3. Accordingly, we can rule out the RKKY interaction
between the QD spin and the static spins of the Ni elec-
trodes. Next, we in turn need to consider an influence
of a local stray field from the ferromagnetic electrodes.
3.The red and
When the magnetic configuration of the ferromagnetic
electrodes is parallel, the local stray field can induce the
Zeeman splitting, where the direction of the local stray
field can be regarded as the same direction of external
magnetic fields. However, Fig. 2 clearly indicates that
an effective field inducing the suppression of the Kondo
effect works in the opposite direction of external mag-
netic fields. Thus, the splitting of the Kondo resonance
presented here can not be explained by the local stray
From the above considerations, we now infer that the
suppression of the Kondo effect at B = 0 T is prob-
ably due to a local exchange field, which is similar to
Ni/C60/Ni SVs previously shown. In theories,[15, 16,
17] for parallel magnetic configurations of ferromagnetic
electrodes in QDSV devices, the spin-dependent quan-
tum charge fluctuations occur, and then the QD’s lev-
els are renormalized. The renormalization for the spin-
down level is stronger than that for the spin-up level, so
that a level splitting between the two spin orientations
is generated.[15, 16, 17] It has been well discussed that
such effective field is compensated by applying magnetic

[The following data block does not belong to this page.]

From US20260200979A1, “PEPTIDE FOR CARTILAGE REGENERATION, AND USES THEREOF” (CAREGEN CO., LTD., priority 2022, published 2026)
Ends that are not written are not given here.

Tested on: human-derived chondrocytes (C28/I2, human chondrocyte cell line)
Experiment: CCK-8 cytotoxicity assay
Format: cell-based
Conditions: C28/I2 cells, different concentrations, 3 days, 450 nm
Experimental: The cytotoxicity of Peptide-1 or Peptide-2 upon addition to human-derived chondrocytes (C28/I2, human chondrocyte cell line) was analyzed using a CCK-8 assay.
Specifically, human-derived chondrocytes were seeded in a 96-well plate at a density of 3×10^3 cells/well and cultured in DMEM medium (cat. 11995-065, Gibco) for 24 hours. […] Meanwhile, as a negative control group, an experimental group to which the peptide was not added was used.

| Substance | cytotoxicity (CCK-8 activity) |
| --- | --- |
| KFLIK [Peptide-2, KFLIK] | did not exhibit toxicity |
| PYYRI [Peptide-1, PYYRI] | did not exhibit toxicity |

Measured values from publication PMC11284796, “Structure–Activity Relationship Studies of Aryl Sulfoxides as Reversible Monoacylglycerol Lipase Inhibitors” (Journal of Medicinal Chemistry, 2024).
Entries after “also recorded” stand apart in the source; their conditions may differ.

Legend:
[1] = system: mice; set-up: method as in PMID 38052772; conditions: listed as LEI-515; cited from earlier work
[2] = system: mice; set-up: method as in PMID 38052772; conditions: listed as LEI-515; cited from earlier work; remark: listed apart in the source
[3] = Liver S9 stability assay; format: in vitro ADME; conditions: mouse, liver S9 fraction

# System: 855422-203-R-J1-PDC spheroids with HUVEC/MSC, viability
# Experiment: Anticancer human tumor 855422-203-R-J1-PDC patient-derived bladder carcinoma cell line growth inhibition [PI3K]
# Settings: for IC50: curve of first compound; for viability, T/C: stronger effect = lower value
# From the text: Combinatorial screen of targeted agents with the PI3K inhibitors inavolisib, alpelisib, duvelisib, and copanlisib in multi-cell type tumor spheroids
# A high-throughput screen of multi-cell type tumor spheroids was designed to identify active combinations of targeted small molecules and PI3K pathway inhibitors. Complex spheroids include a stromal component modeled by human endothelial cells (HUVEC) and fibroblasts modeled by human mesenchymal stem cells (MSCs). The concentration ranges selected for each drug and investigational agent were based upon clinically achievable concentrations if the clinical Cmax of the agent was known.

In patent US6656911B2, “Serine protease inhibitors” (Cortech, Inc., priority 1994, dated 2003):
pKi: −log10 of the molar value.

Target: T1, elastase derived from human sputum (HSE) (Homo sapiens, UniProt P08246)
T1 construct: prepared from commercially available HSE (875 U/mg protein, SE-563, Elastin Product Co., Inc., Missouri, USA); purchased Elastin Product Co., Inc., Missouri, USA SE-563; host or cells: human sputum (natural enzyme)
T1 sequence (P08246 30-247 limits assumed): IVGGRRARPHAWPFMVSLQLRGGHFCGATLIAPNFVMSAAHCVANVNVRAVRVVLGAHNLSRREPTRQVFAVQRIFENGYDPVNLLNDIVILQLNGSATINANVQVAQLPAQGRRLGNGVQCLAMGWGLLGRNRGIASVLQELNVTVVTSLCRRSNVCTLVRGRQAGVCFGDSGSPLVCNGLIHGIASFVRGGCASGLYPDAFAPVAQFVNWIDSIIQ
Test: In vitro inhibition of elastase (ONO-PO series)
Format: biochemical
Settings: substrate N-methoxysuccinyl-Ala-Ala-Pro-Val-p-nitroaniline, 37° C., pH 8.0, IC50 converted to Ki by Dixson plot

fields,[15, 16, 17] being consistent with the present data
in Fig. 2. For previous Ni/C60/Ni SVs, since the
exchange field probably acted as an effective field paral-
lel to the magnetization orientation of the Ni electrodes,
restoration of the Kondo effect by applying external mag-
netic fields could not be detected. In the present case, the
exchange field works as an effective field anti-parallel to
the the magnetization orientation of the Ni electrodes,
so that the restoration of the Kondo effect can be ob-
served clearly by applying external magnetic fields, as
illustrated in Fig. 2.
In summary, we have studied the Kondo effect using
a laterally-fabricated semiconductor QDSV device. In a
parallel magnetic configuration of the ferromagnetic elec-
trodes, the Kondo resonance at N = 3 splits clearly in
the absence of external magnetic fields. With applying
magnetic fields, the splitting is gradually reduced, and
then the Kondo effect is almost restored at B = 1.2 T.
This means that, in the Kondo regime, an inverse effec-
tive magnetic field of B ∼ 1.2 T can be applied to the
QD in the parallel magnetic configuration of the ferro-
K. H. acknowledges Y. Utsumi for his fruitful discus-
sions. This work is supported by the Special Coordina-
tion Funds for Promoting Science and Technology, and
the Grant-in-Aid from MEXT, and Collaborative Re-
search Project of Materials and Structures Laboratory,
Tokyo Institute of Technology, and the Sumitomo Foun-
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 Unfortunately, a small change in gate properties was